Lawmakers will have to cut through a knot of "confusing, contradictory" rules to establish effective regulations controlling invasive species in ships’ ballast water for an industry facing potentially millions of dollars in new costs and the threat of closure of the St. Lawrence Seaway.
Two subcommittees of the U.S. House Transportation and Infrastructure Committee on Wednesday took testimony on the issue, and indicated it may be up to Congress to bring uniformity to what Rep. Frank LoBiondo, R-N.J., called a “confusing, contradictory and unsustainable approach.”
The U.S. Coast Guard and the U.S. Environmental Protection Agency are empowered by separate laws to regulate the ballast water. The Coast Guard has rules under review that would adopt standards of the International Maritime Organization for technologies to eliminate dangerous organisms.
While the EPA, which has authority under the Clean Water Act, is likely to accept the IMO standard, states are free to adopt more stringent standards. Twenty-nine states have done so, and vessel operators are calling for more uniformity.
New York’s ballast water standard could effectively close the St. Lawrence Seaway next year if vessels are not equipped with treatment equipment that can meet its standard, which is 1,000 times more stringent than the IMO standard.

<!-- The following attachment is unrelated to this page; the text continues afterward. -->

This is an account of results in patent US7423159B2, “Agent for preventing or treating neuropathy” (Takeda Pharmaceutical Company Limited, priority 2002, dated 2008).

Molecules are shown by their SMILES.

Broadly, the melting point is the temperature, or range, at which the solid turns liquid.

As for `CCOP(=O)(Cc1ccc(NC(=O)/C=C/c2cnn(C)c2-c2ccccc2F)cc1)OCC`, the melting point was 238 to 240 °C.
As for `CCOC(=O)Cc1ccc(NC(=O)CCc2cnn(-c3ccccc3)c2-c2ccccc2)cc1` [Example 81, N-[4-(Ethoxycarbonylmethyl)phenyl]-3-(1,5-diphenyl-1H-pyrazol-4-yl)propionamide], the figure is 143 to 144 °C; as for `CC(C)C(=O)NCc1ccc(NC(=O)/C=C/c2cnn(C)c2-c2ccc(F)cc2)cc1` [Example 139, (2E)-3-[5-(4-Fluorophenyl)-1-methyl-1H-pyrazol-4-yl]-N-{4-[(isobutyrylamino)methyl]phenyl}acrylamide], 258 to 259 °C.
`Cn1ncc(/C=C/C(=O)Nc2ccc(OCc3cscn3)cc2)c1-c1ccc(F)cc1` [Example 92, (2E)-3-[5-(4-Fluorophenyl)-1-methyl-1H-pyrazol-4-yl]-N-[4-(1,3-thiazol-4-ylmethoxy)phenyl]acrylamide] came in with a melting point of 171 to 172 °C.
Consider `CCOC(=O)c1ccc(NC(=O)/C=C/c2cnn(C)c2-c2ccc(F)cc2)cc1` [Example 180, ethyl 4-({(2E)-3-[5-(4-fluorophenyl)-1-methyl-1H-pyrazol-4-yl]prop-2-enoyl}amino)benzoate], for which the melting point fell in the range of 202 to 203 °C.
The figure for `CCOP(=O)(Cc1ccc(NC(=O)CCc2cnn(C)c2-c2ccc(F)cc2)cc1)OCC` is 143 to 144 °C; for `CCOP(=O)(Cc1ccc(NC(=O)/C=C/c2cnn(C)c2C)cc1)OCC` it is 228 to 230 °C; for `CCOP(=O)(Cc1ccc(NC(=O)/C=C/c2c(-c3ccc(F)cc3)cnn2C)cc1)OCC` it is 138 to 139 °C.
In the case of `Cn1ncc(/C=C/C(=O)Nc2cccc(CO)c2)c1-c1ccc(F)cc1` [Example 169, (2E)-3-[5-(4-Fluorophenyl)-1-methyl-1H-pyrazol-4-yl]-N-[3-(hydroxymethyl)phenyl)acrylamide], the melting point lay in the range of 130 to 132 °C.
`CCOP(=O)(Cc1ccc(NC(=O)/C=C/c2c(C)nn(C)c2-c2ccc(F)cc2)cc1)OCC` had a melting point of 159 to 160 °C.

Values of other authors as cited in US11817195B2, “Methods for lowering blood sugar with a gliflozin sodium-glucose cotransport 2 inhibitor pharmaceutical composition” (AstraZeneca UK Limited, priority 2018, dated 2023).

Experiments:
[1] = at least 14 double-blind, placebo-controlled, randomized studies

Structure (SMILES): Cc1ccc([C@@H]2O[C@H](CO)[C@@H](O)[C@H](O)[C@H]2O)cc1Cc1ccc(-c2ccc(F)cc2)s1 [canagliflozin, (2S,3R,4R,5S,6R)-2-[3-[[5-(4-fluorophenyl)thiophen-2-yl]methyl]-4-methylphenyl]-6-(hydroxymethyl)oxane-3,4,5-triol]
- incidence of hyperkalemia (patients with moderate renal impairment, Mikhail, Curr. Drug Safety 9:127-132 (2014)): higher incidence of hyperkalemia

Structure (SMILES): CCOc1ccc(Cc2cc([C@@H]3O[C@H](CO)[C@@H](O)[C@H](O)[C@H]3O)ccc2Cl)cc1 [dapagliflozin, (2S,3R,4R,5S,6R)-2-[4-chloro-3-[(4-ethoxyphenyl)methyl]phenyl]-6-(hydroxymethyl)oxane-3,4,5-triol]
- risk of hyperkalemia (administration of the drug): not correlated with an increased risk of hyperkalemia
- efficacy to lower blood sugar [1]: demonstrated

Witnesses said uniform standards are necessary, but the costs of compliance are high and the Coast Guard has yet to approve any systems for treating ballast water.
Vice Adm. Brian Salerno, Coast Guard vice commandant for operations, said buying and installing ballast water treatment equipment on a large ship could cost $4.3 million.
Thomas Allegretti, president of the American Waterways Operators, said installing treatment equipment on tow boats could average $900,000, more than twice the cost of a new barge.
There would be “national jubilation” if the government were to establish uniform ballast water treatment standards, Allegretti said, but preemption of states’ regulatory authority was a politically sensitive subject.
“In the case of interstate commerce, it’s very clear in the Constitution and 200 years of case law that there are a small number of areas where the national interest trumps state law, and this is one of them,” Allegretti said.
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